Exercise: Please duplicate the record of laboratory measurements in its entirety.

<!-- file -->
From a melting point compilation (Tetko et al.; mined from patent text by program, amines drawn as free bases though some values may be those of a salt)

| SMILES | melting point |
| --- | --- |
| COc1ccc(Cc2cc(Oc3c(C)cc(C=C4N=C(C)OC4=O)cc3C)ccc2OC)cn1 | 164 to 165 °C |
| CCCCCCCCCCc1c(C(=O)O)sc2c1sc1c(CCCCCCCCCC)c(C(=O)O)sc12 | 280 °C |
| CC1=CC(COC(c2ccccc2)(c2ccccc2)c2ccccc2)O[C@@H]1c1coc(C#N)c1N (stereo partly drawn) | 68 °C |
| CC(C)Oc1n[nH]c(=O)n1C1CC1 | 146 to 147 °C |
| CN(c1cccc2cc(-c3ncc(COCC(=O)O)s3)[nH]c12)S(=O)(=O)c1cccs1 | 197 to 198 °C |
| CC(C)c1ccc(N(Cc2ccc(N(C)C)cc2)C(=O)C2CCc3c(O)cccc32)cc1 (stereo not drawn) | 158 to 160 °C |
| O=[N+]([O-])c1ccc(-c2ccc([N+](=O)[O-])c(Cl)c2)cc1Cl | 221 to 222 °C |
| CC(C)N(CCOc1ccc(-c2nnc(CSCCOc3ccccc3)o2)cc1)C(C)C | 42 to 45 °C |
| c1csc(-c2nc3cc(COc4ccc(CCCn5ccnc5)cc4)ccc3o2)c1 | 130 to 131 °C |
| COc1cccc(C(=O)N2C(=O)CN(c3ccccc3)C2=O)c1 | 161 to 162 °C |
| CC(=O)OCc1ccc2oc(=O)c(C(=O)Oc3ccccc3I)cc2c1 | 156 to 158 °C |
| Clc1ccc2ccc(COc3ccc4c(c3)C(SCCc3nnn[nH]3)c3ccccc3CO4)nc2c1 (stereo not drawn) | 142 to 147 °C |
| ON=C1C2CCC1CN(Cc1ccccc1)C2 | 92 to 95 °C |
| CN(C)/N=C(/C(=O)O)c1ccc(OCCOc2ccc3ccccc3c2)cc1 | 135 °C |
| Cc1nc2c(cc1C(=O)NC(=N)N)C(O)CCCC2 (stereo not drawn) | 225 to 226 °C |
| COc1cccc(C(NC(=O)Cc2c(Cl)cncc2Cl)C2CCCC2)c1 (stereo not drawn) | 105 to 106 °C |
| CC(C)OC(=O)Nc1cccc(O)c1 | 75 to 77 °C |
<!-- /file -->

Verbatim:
From a melting point compilation (Tetko et al.; mined from patent text by program, amines drawn as free bases though some values may be those of a salt)

| SMILES | melting point |
| --- | --- |
| COc1ccc(Cc2cc(Oc3c(C)cc(C=C4N=C(C)OC4=O)cc3C)ccc2OC)cn1 | 164 to 165 °C |
| CCCCCCCCCCc1c(C(=O)O)sc2c1sc1c(CCCCCCCCCC)c(C(=O)O)sc12 | 280 °C |
| CC1=CC(COC(c2ccccc2)(c2ccccc2)c2ccccc2)O[C@@H]1c1coc(C#N)c1N (stereo partly drawn) | 68 °C |
| CC(C)Oc1n[nH]c(=O)n1C1CC1 | 146 to 147 °C |
| CN(c1cccc2cc(-c3ncc(COCC(=O)O)s3)[nH]c12)S(=O)(=O)c1cccs1 | 197 to 198 °C |
| CC(C)c1ccc(N(Cc2ccc(N(C)C)cc2)C(=O)C2CCc3c(O)cccc32)cc1 (stereo not drawn) | 158 to 160 °C |
| O=[N+]([O-])c1ccc(-c2ccc([N+](=O)[O-])c(Cl)c2)cc1Cl | 221 to 222 °C |
| CC(C)N(CCOc1ccc(-c2nnc(CSCCOc3ccccc3)o2)cc1)C(C)C | 42 to 45 °C |
| c1csc(-c2nc3cc(COc4ccc(CCCn5ccnc5)cc4)ccc3o2)c1 | 130 to 131 °C |
| COc1cccc(C(=O)N2C(=O)CN(c3ccccc3)C2=O)c1 | 161 to 162 °C |
| CC(=O)OCc1ccc2oc(=O)c(C(=O)Oc3ccccc3I)cc2c1 | 156 to 158 °C |
| Clc1ccc2ccc(COc3ccc4c(c3)C(SCCc3nnn[nH]3)c3ccccc3CO4)nc2c1 (stereo not drawn) | 142 to 147 °C |
| ON=C1C2CCC1CN(Cc1ccccc1)C2 | 92 to 95 °C |
| CN(C)/N=C(/C(=O)O)c1ccc(OCCOc2ccc3ccccc3c2)cc1 | 135 °C |
| Cc1nc2c(cc1C(=O)NC(=N)N)C(O)CCCC2 (stereo not drawn) | 225 to 226 °C |
| COc1cccc(C(NC(=O)Cc2c(Cl)cncc2Cl)C2CCCC2)c1 (stereo not drawn) | 105 to 106 °C |
| CC(C)OC(=O)Nc1cccc(O)c1 | 75 to 77 °C |